So what of the same man who picks a former beauty queen about whom he knows virtually nothing to be his running mate for President of the United States? She was supposed to get the female vote because she was female and we all know that the only thing women care about when they make a decision who to vote for is gender, right? And they put her in cute outfits and got her a spray tan, and yummy pumps. Surely women wouldn’t look beyond that. Litman, an attorney, registered nurse, and mother, was, like many of us, stunned by McCain’s slap in the face to American women. It turned out that he expected his VP nominee to take a similar role to the one his wife had long held. She wasn’t to give interviews, or press conferences. She was supposed to stand on stage and look cute.

Oh, and win over Hillary voters. Because women who wanted to vote for Clinton were most impressed by gender and outfits and a little woman who can smile and pageant wave while staying silent? One wonders if he was aware of who Hillary Clinton is. Maybe that’s why, as Malia Litman points out, the female vote was disproportionately Obama’s. In contrast to McCain, Barack Obama has a lovely wife who is successful in her own right and who is truly a role model for women and girls. He trusts her to have her own views and express them in public.

Palin’s nomination was an insult to women. But what about what it said about John McCain’s respect for male GOP voters? One is reminded of Rich Lowry and his “little starbursts.” As if the only thing male voters really wanted from a VP candidate was some cute winking. We aren’t going to belabor this too much because the mental image of GOP pundits sitting in front of their TVs with “little starbursts” just starts to suggest rather too much. Let’s all hope they aren’t really that stupid.

John McCain has yet to apologize for the insult to the American people, and more emphatically, American women that his choice of Sarah Palin embodied. The arrogance of a man who believed that all he needed was a trophy candidate to win over women voters is astonishing, and Malia Littman, like many women, is still insulted. More than anything else John McCain has ever done, his choice of Palin revealed him as unfit for the office he sought. It is shameful that he continued the farce long after he knew he’d made a disastrous error.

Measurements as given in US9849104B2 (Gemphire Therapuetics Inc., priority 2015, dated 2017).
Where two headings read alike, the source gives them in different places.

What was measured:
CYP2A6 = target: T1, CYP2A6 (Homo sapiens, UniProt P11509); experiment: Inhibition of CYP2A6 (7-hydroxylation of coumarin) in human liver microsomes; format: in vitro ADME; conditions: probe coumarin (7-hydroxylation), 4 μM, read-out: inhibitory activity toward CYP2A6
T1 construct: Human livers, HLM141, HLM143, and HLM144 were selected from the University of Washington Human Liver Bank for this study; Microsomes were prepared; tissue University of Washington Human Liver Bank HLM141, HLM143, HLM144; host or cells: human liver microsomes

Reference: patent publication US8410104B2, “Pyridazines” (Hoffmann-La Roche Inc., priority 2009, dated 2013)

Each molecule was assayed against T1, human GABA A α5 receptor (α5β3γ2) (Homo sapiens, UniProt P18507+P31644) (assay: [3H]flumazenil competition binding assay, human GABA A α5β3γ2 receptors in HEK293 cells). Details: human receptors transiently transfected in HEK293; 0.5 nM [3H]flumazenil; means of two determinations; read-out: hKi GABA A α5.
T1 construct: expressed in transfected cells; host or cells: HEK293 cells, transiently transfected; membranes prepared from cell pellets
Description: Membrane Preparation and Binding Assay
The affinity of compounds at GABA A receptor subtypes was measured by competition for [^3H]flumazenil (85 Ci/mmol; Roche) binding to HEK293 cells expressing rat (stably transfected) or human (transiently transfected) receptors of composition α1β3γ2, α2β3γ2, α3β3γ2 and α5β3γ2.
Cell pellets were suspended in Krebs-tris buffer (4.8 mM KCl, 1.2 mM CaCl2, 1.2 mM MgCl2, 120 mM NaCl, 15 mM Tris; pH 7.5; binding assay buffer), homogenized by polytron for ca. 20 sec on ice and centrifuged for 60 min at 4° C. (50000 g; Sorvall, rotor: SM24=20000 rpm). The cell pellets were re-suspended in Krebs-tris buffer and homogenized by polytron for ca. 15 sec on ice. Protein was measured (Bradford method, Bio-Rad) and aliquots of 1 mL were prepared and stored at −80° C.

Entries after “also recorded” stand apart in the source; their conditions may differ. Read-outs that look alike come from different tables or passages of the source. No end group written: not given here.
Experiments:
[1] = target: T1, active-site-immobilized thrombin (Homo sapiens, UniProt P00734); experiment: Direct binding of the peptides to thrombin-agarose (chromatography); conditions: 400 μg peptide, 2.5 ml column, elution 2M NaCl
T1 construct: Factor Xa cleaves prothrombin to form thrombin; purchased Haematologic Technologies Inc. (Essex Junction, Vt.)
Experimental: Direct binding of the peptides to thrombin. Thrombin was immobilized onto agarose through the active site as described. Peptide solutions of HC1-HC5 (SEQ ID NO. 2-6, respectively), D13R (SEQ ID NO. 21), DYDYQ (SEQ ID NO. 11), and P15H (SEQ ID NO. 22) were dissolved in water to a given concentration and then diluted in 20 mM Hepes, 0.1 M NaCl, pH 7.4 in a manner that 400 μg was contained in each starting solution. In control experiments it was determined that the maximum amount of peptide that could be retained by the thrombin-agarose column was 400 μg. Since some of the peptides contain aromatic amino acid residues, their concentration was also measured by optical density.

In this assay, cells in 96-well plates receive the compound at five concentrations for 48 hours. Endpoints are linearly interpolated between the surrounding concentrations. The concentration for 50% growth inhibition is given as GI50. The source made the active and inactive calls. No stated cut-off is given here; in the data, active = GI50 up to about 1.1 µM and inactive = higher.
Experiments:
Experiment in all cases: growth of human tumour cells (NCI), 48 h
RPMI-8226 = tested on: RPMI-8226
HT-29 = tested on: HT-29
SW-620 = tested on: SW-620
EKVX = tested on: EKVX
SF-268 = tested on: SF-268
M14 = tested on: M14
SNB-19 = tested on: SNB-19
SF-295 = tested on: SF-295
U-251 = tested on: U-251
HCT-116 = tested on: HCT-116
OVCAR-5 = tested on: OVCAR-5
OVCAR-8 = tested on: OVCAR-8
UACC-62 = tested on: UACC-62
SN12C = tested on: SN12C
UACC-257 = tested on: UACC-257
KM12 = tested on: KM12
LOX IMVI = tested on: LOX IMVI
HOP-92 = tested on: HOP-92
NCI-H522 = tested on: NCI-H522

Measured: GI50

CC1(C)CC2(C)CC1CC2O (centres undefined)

While asking her to step down would have been an admission of his lack of judgement, his allowing the whole ridiculous thing to continue proved his lack of judgement anyway. Moreover, it proved he is a craven fraud. He should hide his face in shame for the rest of his days. “Rebuttal to the Rogue” is a good reminder of McCain’s contempt for the American public, and how he chose a VP to shove it in our faces. Litman’s book asks us to consider Sarah Palin’s candidacy– not just the spectacle it turned into– and what it says about the prospects of serious female candidates in the future. Palin as VP nominee was purely theatre of the absurd, and she brought out the ugliest features of the American political landscape. Surely we can do better. Not just women, but as a country.

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3 Comments leave one →
  1. March 19, 2010 11:15 pm

    i agree with this completely, and i’d LOOOOOVE to read the book. she’s done nothing but lie, scheme, and cover up since mccain picked her. i still don’t understand the reasoning. i think they put him in the middle of a circle of women, and he spun around a few times and whoever his finger landed on, he chose. spin-the-mccain. i knew about her from the aerial hunting program in AK (defenders of wildlife made a HUGE deal out of that), so when mccain chose her, i was turned off completely. and i’m glad that i was. i may not agree with everything president obama’s doing, but i can at least respect the fact that he’s trying.

    great post!

    • palinoscopy permalink*
      March 20, 2010 3:10 pm

      The book is available at Amazon, and you could also request that your local library get a copy. Many library systems even have an online request for books patrons would like to see added to their collections. My local library is very good about this sort of thing.

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  1. More Praise for “Rebuttal to the Rogue” « Malia Litman's Blog